CEO of Tipa Corp Daphna Nissenbaum notes reducing waste from packaging is a growing part of fashion brands’ efforts to become more sustainable.
With the fashion industry’s use of packaging responsible for 26% of the total plastic created globally each year, moving to sustainable options is an obvious step. There is also increased pressure to reduce this waste due to new legislation against single-use plastics, and from consumers, who are demanding such changes. Creativity and innovation from brands, along with cooperation from both the public and private sector are key to making a real difference. Plastic Film Food Packaging
The main efforts by fashion brands so far include encouraging consumers to reuse disposable bags, providing reusable bags, replacing plastic packaging with paper and encouraging recycling or using packaging and bags made from recycled plastic. While it’s positive that brands are trying to do something, many of these efforts fall short of actually making a difference.
Fashion blogs are abuzz with the seemingly endless ways consumers can reuse the plastic bags that brands use to ship their products. But even if a plastic bag is used multiple times, it still never really goes away and will stay with us – like all plastics – for hundreds of years, turning into microplastic that pollutes our soil, seas and even in the human body, presenting serious ecological and health threats. Recycling is also not the solution many consumers and brands hope it will be; only about 11% of flexible plastic – the material usually used for shipping goods – actually makes its way to recycling programmes; the rest is not recycled due to contamination and poor economic motivations. It is often cheaper to produce new plastic – and many items made from recycled plastic require new plastic as well.
In addition, although cloth and paper bags are often beautiful and feel “natural,” they are also not ideal solutions; as they require the use of trees, high volumes of water, and involve a polluting manufacturing process. From a practical point of view, they also do not sufficiently keep goods clean and dry during the shipping process.
A long-overlooked but growing solution is to use compostable bags and packaging. Composting organic waste dates back to many ancient civilizations, including in the Neolithic period more than 10,000 years ago, and among the Egyptians and Greeks. Composting has always been a way to increase soil health and crop yields. Today, with soil erosion and climate change, composting is even more critical – both to grow enough food for an expanding global population and to reduce the emission of greenhouse gasses, which are a main contributor to the warming atmosphere. When items, including food and yard scraps and packaging materials are composted instead of landfilled, they prevent methane from being released into the environment.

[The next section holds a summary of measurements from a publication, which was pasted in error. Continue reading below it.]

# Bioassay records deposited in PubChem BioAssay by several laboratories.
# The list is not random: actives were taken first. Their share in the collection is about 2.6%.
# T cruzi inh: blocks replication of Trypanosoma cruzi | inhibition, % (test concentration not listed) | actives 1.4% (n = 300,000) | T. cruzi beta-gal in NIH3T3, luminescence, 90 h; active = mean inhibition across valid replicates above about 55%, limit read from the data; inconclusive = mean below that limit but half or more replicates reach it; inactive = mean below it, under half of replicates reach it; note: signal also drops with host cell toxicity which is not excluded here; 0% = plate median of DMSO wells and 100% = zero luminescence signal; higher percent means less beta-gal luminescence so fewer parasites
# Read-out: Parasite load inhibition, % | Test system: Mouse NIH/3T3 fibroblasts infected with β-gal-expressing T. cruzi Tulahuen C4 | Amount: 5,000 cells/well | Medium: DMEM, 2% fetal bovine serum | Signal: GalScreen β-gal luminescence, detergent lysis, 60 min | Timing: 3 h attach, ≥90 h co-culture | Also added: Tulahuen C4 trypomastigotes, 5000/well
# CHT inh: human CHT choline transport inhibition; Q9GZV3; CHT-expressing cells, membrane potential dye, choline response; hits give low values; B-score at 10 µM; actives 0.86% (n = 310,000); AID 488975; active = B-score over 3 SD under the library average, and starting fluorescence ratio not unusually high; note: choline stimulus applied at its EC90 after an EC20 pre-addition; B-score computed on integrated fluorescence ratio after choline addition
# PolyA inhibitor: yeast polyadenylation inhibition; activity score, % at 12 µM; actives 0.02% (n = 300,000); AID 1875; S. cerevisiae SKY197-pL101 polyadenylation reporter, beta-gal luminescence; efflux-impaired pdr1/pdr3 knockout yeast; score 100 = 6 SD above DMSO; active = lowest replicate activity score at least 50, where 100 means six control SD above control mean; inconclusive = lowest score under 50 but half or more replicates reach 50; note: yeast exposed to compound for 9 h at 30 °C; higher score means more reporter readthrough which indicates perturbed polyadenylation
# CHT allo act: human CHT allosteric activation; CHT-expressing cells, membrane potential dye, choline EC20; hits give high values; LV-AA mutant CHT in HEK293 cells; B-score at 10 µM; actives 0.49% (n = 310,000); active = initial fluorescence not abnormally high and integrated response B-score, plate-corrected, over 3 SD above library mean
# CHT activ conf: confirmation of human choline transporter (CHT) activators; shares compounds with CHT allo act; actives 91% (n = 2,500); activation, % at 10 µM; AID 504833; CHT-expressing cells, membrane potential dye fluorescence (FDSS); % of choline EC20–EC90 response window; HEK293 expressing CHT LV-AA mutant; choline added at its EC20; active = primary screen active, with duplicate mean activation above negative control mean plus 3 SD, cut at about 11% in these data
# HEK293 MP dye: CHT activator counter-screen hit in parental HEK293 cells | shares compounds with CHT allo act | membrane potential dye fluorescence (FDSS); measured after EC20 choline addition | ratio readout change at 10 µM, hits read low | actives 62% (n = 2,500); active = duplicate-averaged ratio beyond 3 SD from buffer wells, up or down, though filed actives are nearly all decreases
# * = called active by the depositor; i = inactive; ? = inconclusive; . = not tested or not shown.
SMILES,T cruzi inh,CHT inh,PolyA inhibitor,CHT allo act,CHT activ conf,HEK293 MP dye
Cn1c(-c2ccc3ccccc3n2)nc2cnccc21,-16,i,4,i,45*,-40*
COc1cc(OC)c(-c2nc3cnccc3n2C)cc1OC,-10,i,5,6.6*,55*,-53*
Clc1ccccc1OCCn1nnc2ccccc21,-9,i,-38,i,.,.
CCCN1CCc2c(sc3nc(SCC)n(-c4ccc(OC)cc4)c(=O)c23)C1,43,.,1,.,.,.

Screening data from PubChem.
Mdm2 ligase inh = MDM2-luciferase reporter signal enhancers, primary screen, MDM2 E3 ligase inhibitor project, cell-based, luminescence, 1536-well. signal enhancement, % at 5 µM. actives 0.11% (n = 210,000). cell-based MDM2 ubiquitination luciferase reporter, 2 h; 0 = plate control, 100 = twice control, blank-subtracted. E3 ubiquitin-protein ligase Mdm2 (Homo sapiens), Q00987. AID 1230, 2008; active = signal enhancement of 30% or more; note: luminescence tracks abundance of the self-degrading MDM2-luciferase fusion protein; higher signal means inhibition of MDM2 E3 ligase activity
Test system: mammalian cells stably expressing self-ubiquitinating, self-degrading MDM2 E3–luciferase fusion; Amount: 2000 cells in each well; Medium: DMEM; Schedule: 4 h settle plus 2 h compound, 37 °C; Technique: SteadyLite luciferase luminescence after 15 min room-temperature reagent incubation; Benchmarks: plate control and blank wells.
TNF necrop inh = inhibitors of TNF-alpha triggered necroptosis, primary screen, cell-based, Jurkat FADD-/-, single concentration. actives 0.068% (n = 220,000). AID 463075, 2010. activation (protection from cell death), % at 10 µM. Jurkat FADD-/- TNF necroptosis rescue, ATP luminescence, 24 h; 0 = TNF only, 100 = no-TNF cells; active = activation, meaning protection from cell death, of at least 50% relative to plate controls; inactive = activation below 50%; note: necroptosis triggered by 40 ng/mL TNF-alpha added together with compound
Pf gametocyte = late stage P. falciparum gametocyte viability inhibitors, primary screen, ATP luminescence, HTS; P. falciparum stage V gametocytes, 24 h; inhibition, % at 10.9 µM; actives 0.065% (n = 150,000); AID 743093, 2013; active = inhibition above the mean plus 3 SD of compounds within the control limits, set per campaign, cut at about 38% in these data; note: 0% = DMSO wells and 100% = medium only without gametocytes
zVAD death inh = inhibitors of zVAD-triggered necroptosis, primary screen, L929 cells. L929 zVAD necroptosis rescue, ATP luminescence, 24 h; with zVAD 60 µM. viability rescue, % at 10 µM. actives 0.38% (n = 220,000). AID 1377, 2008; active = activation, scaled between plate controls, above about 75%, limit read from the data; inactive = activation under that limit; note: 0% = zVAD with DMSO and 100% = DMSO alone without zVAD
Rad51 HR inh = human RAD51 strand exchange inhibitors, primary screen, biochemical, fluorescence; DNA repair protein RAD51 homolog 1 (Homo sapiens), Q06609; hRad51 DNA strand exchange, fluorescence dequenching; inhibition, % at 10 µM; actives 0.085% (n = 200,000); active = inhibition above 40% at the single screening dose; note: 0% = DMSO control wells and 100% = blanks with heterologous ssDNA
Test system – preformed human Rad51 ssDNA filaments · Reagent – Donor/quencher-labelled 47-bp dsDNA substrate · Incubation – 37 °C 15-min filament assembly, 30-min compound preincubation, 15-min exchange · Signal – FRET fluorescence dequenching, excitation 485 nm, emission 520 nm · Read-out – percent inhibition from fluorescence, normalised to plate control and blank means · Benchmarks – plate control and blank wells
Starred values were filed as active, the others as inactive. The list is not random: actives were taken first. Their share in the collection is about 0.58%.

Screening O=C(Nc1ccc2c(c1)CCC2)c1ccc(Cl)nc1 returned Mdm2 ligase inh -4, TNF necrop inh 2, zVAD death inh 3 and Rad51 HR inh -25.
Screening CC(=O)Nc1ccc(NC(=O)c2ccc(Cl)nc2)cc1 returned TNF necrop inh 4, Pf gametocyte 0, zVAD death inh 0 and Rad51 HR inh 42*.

Therefore, more brands should consider compostable packaging. Brands like APIECE APART, Pangaia and Gabriela Hearst have already taken this step. This type of packaging, which disintegrates into valuable agricultural compost when disposed in compost facilities or in home compost piles, can be used for shipping items to consumers, packaging items purchased in stores, and by brands’ logistical teams to store and ship materials and finished items all along the supply chain. Generally, compostable plastic is transparent and flexible, offering many of the same benefits as its traditional counterpart.
Brands that use compostable plastic need to make sure it has been tested; is certified; and comes with clear instructions for consumers and other users about how and where to compost it.
But this can’t happen in a vacuum. Local authorities need to offer home composting pick-up that accepts compostable packaging; in other words, composting needs to become a larger part of waste-management. For consumers, getting certified compostable materials to a place where they will actually be composted should be as easy as tossing out other sorts of garbage. Brands’ warehouses and other supply chain points also need to work with composters to process their compostable waste.
The potential of compostable materials presents a significant opportunity for brands. As overall composting rates grow, compostable packaging will become the ultimate solution – not just for reducing plastic pollution but for nourishing the earth. By embracing compostable packaging, the fashion industry has the potential to make a lasting impact on the environment.
About the author: Daphna Nissenbaum is the CEO and co-founder of TIPA Corp., a leading developer and manufacturer of compostable packaging, founded in Israel in 2012. Before launching TIPA, Nissenbaum was CEO of the Caesarea Center for Capital Markets and Risk Management at the Interdisciplinary Center (Idc), Herzliya. Daphna holds an MBA specialising in Marketing and Entrepreneurship from IDC Herzliya (graduated with honors) and a BA in Economics and Software Engineering from Bar Ilan University.
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